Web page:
Teaching myself to cook, one recipe at a time.

Thursday, March 29, 2012

Quiche Lorraine

When I was taking French in middle school and learning about French culture, one question on a test concerned the ingredients in quiche. I remember drawing on my knowledge from my mom’s famous tuna quiche and selected ingredients from a bank. My teacher marked it wrong because she said that tuna doesn’t go in quiche. Obviously she’d never had tuna quiche made by my mom. Oh, the injustice.


Much, much later, I decided to look into making a quiche that my French teacher would approve of. I’m pretty sure we learned about Quiche Lorraine so that’s what I went with.

When I made this last week, I started with leftover glazed ham 


and chopped it up.


I made a homemade pie crust and covered the bottom of it with the ham.


At this point, you’re supposed to cover it with Gruyere cheese, but Mexican-blend is all that I had. Totally not the same thing, but go with it.


Next, I turned to the onions. First, mince it up.


Then put it in a pan and work on caramelizing it.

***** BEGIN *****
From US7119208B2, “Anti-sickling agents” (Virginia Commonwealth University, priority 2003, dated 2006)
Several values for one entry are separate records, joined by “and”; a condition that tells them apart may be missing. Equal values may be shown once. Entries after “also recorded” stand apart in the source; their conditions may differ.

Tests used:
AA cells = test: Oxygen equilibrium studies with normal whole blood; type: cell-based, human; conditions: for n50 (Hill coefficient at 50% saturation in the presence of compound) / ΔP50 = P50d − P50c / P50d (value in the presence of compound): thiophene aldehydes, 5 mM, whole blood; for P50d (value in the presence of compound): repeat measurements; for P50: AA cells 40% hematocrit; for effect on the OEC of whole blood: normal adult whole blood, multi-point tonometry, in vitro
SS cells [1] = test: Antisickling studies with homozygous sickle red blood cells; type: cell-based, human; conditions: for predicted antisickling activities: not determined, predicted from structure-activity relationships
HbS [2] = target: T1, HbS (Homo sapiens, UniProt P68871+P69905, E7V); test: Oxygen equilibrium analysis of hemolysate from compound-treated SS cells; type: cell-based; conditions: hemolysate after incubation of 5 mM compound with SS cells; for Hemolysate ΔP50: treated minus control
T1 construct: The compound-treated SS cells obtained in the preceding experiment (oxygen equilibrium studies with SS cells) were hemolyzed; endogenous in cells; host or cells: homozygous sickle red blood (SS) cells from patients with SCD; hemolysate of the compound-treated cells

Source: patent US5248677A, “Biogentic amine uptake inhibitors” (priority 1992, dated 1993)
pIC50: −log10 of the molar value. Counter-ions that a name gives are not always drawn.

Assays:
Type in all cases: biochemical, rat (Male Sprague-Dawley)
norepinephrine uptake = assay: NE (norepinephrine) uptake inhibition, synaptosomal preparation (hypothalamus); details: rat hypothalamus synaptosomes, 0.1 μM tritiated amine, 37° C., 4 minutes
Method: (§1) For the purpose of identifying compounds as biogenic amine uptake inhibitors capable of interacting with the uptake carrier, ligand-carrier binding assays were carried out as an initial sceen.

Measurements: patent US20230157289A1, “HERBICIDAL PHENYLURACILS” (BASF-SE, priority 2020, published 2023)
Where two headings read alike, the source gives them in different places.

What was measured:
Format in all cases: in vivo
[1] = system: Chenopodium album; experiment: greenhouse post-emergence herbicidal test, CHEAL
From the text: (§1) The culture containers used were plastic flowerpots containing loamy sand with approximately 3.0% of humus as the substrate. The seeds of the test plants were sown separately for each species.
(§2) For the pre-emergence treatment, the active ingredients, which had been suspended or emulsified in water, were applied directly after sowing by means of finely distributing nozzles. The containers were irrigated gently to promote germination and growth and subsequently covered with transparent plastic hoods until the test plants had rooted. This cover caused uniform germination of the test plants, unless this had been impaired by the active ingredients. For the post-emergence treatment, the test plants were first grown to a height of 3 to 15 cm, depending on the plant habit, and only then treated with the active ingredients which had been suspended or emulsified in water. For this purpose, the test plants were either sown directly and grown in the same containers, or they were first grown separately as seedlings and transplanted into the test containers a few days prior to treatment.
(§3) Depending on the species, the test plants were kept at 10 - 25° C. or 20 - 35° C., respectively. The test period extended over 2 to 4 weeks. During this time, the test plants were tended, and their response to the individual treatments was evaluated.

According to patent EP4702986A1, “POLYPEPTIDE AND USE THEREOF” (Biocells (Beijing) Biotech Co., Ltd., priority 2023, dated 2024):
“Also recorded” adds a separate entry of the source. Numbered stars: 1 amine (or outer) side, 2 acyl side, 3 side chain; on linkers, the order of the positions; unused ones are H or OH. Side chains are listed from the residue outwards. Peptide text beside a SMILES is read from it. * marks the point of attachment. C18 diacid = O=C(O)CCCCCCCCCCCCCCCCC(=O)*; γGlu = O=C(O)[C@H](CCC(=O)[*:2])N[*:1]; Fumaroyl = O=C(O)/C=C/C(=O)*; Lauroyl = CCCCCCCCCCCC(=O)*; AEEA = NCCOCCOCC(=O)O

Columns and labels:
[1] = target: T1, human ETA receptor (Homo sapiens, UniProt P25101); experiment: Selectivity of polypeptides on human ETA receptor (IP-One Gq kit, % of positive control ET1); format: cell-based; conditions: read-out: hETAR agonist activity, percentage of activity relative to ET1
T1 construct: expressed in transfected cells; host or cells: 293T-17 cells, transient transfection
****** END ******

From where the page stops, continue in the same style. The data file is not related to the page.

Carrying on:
The recipe said to go until they’re soft, but I went a bit farther and got some color in them. I wanted a nice, sweet flavor from caramelization and none of that oniony flavor or texture from undercooking them.

(When I was a child, I hated the flavor and texture of onions. I still don’t like raw onions, but my hatred of them then was extreme. My dad tried to open me up to them by explaining that when cooked, onions get soft and sweet. I knew, however, with the wisdom that children have, that he was just trying to trick me into eating them and I certainly wasn’t fooled. It wasn’t until much, much, much later that I realized that he wasn’t lying to me.)

Anyway, once that’s done, spread the onions on top of the cheese.


While the onions were cooking, I started the custard with some beaten eggs.


And added some salt and nutmeg.


And stirred it all up.


Put it on the stove and add hot milk. If you’re naughty like me, sneak in a little half-and-half (Okay, okay, so we were just about out of milk and I topped it off with half-and-half. Just a little bit naughty, then).


And keep heating and stirring until it thickens up a bit.


When you’re satisfied with the creaminess, pour it carefully into the pie shell on top of everything else.


If I remember correctly, this was too much liquid for a store-bought crust, but it was just about perfect for my homemade one.


I decided to crimp the edges after all. Totally not too late.


Pop it in the oven for wayyy longer than the 30 minutes that the recipe claims, and you’re good to go.




Great for dinner, even better for breakfast.

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